Although most investment banks in North America and Europe have already hired their 2013 summer intern classes, banks in Australia are just beginning to accept applications for their latest internship programs, and interviews are on the way. For those interested in an investment banking internship, here are five interview questions every prospective intern should be able to nail.
1. What interests you most about a career in investment banking?
This is one of the most common questions used to assess a candidate’s interest in and understanding of the investment banking division. You need to be aware of the key skills and attributes demanded of professionals working in this area and be able to demonstrate examples of how you possess these skills. Be ready to articulate why you think you are a suitable candidate and what qualities you bring to the table. Candidates need to be analytical, detail-orientated, enthusiastic, hard-working and responsible. The use of examples will best illustrate this.
2. What differentiates this company from other companies you are interviewing with?
This question tests to see if you have conducted research about the industry and in particular about the firm you have applied to. As a starting point, visit the company website to learn as much as you can about the firm, its structure, divisions and core values. In terms of researching the industry, make a habit of regularly reading the financial press and keeping up to date with market trends and recent transactions. The key is to demonstrate that you have an interest in and understanding of the financial world beyond what you have learned in class. Researching the firm in this way will demonstrate to your interviewers that you have a genuine interest in the company, which is something that they will be looking for.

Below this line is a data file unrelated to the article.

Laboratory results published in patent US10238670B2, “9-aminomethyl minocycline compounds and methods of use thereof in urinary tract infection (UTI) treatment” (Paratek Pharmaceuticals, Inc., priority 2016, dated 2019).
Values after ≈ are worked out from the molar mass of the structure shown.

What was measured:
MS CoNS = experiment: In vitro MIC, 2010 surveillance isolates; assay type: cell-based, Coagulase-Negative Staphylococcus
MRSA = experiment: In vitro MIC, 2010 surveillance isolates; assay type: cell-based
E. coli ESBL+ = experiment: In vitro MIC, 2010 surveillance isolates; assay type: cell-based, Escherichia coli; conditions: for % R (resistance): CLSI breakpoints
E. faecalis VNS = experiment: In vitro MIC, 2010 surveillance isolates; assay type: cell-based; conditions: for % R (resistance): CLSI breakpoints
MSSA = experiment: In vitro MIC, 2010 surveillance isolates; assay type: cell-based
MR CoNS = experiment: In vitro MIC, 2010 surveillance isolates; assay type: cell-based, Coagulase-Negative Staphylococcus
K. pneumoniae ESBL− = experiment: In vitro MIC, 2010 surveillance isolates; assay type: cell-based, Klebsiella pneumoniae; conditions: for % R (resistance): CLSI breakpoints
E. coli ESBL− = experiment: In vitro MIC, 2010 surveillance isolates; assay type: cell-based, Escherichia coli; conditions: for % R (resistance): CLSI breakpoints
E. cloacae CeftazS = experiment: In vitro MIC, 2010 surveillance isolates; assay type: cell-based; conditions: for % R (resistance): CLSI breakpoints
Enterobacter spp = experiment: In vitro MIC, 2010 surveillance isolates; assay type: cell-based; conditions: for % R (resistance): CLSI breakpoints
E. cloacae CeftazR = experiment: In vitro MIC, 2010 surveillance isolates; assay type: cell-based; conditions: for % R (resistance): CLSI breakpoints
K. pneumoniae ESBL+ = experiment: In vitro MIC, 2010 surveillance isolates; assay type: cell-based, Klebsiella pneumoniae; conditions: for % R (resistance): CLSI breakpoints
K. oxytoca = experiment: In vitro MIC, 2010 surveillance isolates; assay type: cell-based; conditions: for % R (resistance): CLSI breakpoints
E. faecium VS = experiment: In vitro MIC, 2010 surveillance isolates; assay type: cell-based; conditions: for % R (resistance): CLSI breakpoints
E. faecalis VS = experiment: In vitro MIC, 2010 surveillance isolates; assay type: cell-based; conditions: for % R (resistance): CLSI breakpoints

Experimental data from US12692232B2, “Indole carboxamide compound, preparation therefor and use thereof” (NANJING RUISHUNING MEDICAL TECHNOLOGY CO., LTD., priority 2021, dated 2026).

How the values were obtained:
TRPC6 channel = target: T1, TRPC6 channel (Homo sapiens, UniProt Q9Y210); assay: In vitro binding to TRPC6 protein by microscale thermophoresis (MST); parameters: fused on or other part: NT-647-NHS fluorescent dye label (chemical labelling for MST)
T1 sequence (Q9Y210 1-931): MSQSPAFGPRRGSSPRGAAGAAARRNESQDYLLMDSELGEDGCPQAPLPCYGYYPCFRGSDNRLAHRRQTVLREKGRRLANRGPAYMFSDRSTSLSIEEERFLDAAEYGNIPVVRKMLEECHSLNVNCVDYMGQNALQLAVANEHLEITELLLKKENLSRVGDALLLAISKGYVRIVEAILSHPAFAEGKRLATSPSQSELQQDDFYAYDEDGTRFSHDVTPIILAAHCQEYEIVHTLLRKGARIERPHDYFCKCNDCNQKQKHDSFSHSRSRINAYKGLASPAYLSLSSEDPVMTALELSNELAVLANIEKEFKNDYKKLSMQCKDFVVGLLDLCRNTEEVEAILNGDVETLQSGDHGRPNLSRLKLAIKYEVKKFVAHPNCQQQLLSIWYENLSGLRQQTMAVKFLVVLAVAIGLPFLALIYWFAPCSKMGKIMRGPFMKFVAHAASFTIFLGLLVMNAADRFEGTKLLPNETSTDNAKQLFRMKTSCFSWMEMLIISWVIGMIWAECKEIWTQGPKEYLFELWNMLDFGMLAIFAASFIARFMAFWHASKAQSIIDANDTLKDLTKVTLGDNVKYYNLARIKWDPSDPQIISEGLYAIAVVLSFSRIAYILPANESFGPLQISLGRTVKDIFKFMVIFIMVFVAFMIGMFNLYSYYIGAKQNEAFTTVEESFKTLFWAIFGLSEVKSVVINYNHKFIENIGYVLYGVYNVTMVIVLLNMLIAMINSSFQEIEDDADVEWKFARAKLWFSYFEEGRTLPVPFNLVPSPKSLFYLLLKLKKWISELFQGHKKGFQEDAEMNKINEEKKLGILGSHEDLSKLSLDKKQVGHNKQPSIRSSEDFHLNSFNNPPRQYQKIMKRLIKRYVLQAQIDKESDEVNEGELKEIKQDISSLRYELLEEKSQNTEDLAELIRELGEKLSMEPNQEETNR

3. Which industry or product teams interest you and why?
There is no right or wrong answer to this question. The aim is to assess whether or not you have an understanding of how the investment banking division is broken down. In general, there are industry teams and product teams. Industry teams provide industry-specific expertise and guidance, and work with the appropriate product teams to generate ideas about potential transactions. Product teams specialize in a particular financial instrument and partner with the industry teams to execute a variety of transactions. Different people have unique reasons for joining different teams. Some may be interested in the more product focused teams such as the mergers and acquisitions team, whereas others will be more interested in a particular industry focused team, for example metals and mining.
4. Provide an example of a situation where you had to manage multiple competing deadlines? Were the deadlines met?
Multi-tasking is an important skill required in banking. Your interviewers will want you to demonstrate, using real life examples, times where you were required to carry out several tasks at once and work towards multiple deadlines. Examples can be drawn from every area – your academic work, previous work experience, as well as extra-curricular activities or voluntary work. The key will be to explain the challenging situation, how you prioritized the different tasks, actions you took towards ensuring the deadlines were met and the result or outcome of the situation. If you did not manage to meet all of the deadlines, it is important to show what you learned from this and how you would tackle a similar situation in the future.